Friday, August 20, 2010

Literary Mecca


Next up in the "Kristin's Favorite Things Queue" is a place that needs little to no introduction (if you've been there, of course): Powell's Books in Portland, Oregon. Powell's is the world's largest independent new and used bookseller. It pretty much lives up to its reputation.

Jon wisely brought me here on our first trip to Portland several years ago. We walked in the door, I wiped the drool from my chin, and we dispersed to our respective interests...for 3 hours.

Powell's is so large that it encompasses an entire city block and is three stories high. There are maps at the door to help you navigate through the color-coded genres. I spend the majority of my time in the bargain book section and the blue room (fiction). I also buzz through the rose room (children and young adult), while Jon prefers...well, I don't know what Jon prefers as I don't see him until we reconvene at the cash register with our treasures.

I have a weakness for used books. I tried to cut myself off a couple of months ago by deciding not to buy any more books until I read the ones already on my shelf. And then I saw a sign for a library book sale. How could I pass up $3 for all the paperbacks you can fit in a grocery bag?!? So, needless to say, when we went to Portland a couple of weeks ago, I was finished before I even began. It's a good thing I picked up a new (IKEA) bookshelf this spring.
 
 

Shakespeare in the Park

This post will be the first of a series of at least two describing my favorite things. Woo hoo, get excited. One of my all-time favorite things about summer is Shakespeare in the Park. I was first introduced to SitP by a beloved high school English teacher (no, not me) and was instantly hooked. The Heart of America Shakespeare Company puts on a fantastic production in Kansas City's Southmoreland Park. Elaborate settings and costumes, lighting, and sound enhance the incredible perfomances by a professional troupe of actors. Best of all, it's absolutely free. (It helps to make a nominal donation at the door so that the men-in-tights don't harrass you throughout the evening, though.) I, along with a couple dedicated friends, attended faithfully each summer. Sometimes we dragged others along, and once I even convinced a few students to meet me (but were unfortunately foiled by a classic Midwest thunderstorm). So, maybe we didn't always understand some of the lesser-known plays, but we always had a good time. Plus, the people-watching is fantastic. SitP attracts an interesting crowd, ranging from mature adults to families with small children to adolescents. A self-proclaimed "professional people-watcher," I often try to guess people's life stories; that's the writer in me, I suppose. One way that we have categorized the SitP audience is by what kind of food they brought. For our first show, we brought teenage snacks: Soft Batch cookies, microwave popcorn (already popped, of course), Twizzlers, etc. Total amateurs. Looking around, we observed other people similar in snack status, but also had our first glimpse of the "wine and cheese people." These people are the ones with the mini table and low-backed chairs, plastic wine glasses, fancy (re: smelly) cheese, exotic deli meats, and elaborate summer salads usually involving olive oil and balsamic vinegar from the specialty market. Beyond these delicacies however, this crowd exudes a particular sense of self-confidence. They're the ones who laugh at all the humorous lines, making you feel kind of stupid because you don't get what's so funny. Summer after summer we watched the "wine and cheese people," one day aspiring to be them. We had to wait several years, of course, to actually be able to drink wine, but we did slowly increase in sophistication. We steadily went from Twizzlers to fresh strawberries until the day we finally broke the wine barrier. Mini bottles with screw-off lids, but wine is wine. When I moved out west, I figured Seattle would also do some type of outdoor theater and I was not disappointed. Seattle's version of SitP is a little bit different from Kansas City's. There are a couple of options for SitP: Green Stage and the Seattle Shakespeare Company's Wooden O productions. Both companies perform in multiple outdoor venues, which means that the sets are much simpler and the crowds are slightly smaller. But Shakespeare is Shakespeare, and I've been treated to great performances both times I've been able to attend.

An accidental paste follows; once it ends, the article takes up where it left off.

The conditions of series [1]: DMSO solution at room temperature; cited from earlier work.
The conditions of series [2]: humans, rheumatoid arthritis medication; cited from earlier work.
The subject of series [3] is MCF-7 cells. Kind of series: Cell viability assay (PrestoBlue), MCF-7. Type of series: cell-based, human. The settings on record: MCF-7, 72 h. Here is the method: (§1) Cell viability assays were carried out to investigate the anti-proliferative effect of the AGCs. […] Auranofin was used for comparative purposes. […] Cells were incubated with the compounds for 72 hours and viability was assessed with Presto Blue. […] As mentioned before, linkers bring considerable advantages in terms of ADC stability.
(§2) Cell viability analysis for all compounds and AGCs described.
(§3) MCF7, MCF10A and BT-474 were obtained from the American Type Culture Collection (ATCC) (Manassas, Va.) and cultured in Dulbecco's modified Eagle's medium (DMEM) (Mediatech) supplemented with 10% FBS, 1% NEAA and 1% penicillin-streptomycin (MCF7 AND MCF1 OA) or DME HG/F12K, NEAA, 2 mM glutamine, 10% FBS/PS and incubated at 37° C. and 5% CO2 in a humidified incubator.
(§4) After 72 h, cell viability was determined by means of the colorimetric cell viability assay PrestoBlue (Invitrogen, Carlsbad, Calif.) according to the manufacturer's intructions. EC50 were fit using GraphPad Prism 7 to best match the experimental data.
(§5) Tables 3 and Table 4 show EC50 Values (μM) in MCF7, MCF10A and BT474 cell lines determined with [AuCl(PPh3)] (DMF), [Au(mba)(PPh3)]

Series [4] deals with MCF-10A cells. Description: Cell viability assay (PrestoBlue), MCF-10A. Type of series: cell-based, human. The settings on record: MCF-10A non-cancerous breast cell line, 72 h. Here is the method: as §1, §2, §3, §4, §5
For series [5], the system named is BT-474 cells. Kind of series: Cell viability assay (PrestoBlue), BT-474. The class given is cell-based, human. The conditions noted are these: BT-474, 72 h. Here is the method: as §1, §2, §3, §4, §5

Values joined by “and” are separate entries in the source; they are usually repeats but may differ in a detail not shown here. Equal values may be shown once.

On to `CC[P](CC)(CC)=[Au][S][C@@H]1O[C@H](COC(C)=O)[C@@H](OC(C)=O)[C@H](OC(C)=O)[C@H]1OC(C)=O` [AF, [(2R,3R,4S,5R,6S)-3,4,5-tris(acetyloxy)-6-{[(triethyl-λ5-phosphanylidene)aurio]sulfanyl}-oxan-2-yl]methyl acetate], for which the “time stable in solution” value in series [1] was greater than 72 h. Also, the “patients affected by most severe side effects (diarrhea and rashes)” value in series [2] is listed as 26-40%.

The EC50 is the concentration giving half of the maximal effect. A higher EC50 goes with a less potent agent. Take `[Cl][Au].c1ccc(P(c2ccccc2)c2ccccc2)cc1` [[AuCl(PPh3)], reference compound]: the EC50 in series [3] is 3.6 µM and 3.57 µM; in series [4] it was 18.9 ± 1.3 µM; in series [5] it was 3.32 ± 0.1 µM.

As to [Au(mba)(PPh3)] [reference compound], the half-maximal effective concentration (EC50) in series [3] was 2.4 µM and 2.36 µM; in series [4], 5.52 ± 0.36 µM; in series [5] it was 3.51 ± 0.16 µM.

2008 production of Hamlet in Woodland Park

And in our own special way, Jon and I became "wine and cheese people." We did disguise our wine by putting it into a plastic water bottle, but that was mostly because we figured we'd spill and/or break a glass one. But we did hit up the specialty market before the show and picked up fancy meat and cheese. Now that's classy. This summer, I convinced a motley crew to join me for the final show of the season. Even though our view was pretty obstructed, it was still pretty neat to watch a play I read with my seniors this fall. We didn't quite attain "wine and cheese" status (I was so enthralled that I didn't even open the bottle), but still had a lovely afternoon.
2010 production of Much Ado About Nothing at the Seattle Center
The "wine and cheese people" we aspire to be

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